This invention is directed to paint shield device for doorknobs of various sizes. The device includes two flexible clamshell shaped half cups mold formed together as a unit and connected together along a living hinge between the half cups. The half cups are pivotally movable together about the living hinge to mate or overlap each free distal side margin of each of the half cups to form a substantially complete cup having a substantially cylindrical side wall, a substantially closed bottom, and an open end adapted to admit a doorknob therein. A prong or post extends outwardly from an outer sidewall surface of each half-cup to receive an elastic connector stretchably attachable to each prong or post with the half cups in the closed position to produce sufficient biasing force to hold the device in position over the doorknob.
It is therefore an object of this invention to provide a doorknob paint shield which is easily attachable onto a circular doorknob and to be there retained during painting operations of the door and other room surfaces.
It is still another object of this invention to provide a doorknob paint shield which is readily adaptable to a broad range of circular sizes of doorknobs at the time of installation.
Yet another object of this invention is to provide a doorknob paint shield formed as a unit of thin-wall flexible plastic material and having a knockout forming a door handle clearance aperture adapted to receive a laterally extending elongated handle of a circular doorknob.
In accordance with these and other objects which will become apparent hereinafter, the instant invention will now be described with reference to the accompanying drawings.
Referring now to the drawings, and particularly to
Each of the half cups 14 and 16 are connected together about a living hinge 18 having a thinned line of weakness 20 in the range of 0.005″ thickness. Prongs or posts 22 and 24 outwardly extending from the outer surfaces of each of the half cups 14 and 16, respectively and are engageable as will be described herebelow by an elastic band 26 to secure the device 12 in position over a circular doorknob. These prongs 22 and 24 are equally spaced from the respective edges or margins 36 and 38.
As the half cups 14 and 16 are moved from the open position shown in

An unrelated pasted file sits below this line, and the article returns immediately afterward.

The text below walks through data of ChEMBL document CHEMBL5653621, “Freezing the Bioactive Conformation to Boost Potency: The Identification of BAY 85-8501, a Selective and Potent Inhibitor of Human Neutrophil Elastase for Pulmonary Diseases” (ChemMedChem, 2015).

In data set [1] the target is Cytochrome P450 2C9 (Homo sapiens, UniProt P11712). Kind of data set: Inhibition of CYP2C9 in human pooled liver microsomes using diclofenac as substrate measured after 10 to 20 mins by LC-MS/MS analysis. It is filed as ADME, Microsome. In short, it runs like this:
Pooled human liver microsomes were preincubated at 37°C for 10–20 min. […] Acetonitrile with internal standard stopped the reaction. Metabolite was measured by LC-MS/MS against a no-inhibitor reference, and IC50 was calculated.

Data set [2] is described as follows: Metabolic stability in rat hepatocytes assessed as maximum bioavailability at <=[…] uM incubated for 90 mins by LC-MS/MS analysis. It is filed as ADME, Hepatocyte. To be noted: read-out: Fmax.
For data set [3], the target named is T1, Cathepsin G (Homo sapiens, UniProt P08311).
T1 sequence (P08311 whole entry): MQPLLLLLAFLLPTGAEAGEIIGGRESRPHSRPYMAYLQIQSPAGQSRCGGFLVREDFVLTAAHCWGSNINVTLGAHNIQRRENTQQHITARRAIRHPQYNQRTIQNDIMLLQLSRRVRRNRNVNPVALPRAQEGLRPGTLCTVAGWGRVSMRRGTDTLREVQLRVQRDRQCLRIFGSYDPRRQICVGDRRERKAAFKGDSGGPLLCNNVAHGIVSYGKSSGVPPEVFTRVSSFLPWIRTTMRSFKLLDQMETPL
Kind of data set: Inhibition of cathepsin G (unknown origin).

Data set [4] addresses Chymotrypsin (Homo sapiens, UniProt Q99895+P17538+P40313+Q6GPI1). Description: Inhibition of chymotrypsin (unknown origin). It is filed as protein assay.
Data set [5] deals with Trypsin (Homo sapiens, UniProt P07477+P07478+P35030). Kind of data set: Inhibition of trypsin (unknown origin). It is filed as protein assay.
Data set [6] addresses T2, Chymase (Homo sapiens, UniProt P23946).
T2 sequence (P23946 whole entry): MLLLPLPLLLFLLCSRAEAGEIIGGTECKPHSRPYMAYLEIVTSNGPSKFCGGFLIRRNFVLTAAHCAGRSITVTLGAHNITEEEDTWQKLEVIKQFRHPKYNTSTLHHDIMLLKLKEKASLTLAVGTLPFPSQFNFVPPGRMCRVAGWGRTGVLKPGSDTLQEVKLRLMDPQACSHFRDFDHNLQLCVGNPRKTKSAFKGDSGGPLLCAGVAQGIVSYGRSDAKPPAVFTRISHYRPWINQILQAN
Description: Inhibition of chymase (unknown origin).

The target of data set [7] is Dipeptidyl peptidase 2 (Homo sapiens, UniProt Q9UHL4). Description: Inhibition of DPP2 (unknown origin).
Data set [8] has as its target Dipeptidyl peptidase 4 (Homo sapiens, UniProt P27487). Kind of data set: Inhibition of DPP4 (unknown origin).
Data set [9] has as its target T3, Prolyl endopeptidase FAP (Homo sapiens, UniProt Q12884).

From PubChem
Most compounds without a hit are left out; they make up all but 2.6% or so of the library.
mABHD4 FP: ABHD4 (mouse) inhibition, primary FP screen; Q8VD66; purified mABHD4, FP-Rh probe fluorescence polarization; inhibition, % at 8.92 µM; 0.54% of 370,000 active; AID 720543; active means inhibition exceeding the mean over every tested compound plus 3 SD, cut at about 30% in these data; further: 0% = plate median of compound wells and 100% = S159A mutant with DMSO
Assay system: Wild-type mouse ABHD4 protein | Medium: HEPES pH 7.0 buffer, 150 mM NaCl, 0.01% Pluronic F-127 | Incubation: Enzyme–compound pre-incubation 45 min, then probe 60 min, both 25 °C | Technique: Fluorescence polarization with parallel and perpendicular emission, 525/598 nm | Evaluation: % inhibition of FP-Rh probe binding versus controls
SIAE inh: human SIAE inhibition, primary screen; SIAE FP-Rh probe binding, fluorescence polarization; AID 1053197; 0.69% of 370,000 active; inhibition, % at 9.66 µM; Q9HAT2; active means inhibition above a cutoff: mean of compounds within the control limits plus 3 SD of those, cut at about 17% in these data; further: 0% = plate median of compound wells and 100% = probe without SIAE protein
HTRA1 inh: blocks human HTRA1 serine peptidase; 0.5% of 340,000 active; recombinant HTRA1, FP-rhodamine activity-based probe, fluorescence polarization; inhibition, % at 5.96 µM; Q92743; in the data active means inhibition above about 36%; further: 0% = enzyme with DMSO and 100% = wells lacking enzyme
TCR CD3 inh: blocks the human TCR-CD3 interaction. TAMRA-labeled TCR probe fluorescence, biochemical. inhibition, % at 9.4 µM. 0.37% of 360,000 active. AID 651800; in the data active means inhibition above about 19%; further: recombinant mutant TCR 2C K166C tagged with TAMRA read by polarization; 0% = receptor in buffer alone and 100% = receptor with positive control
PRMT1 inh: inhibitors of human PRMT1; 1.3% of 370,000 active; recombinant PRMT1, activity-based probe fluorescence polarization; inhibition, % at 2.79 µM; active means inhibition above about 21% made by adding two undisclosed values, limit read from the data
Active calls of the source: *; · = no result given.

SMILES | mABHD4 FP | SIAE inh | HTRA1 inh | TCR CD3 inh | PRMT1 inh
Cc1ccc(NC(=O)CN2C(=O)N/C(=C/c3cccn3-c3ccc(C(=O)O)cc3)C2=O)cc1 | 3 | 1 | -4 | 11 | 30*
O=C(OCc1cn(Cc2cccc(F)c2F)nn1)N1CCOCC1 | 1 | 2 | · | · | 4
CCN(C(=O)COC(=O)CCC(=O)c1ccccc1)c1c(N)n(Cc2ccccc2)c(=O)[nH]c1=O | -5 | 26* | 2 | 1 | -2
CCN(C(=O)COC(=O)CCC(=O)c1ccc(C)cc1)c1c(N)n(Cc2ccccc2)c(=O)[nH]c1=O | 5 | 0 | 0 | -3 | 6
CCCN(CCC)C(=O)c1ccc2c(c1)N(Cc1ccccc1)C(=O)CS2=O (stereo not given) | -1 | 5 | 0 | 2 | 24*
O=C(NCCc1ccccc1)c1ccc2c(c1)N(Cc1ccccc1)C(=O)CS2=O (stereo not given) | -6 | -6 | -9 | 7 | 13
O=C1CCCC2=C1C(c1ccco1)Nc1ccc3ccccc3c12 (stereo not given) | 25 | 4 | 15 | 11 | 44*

This variable diameter adaptability of the completed cup in the closed position, again facilitates being suitably sizable around a broad range of doorknob diameters. To retain the mating inside diameter of the completed cup shown in
Referring now to
In this embodiment 12 a, a tapered band portion 40 and 42 immediately adjacent the open ends of each of the half cups 14 a and 16 a, respectively, is provided. These tapered band portions 40 and 42 taper from the nominal wall thickness of approximately 0.04″ down to a thickness of approximately 0.015″ tapering inwardly from the outside surface. The purpose of these tapered band portions 40 and 42 is primarily to minimize coverage of the door surface S immediately adjacent to the base E of the doorknob K during painting. By thinning the edge margins 36 and 38 downwardly at the open end of the device 12 a when in the closed position, absence of paint coverage is minimized. Moreover, heightened flexibility is also obtained in adapting to the various diameters of doorknobs sought to be protected from paint spattering by the device 12 a.
Referring now to
While the instant invention has been shown and described herein in what are conceived to be the most practical and preferred embodiments, it is recognized that departures may be made therefrom within the scope of the invention, which is therefore not to be limited to the details disclosed herein, but is to be afforded the full scope of the claims so as to embrace any and all equivalent apparatus and articles.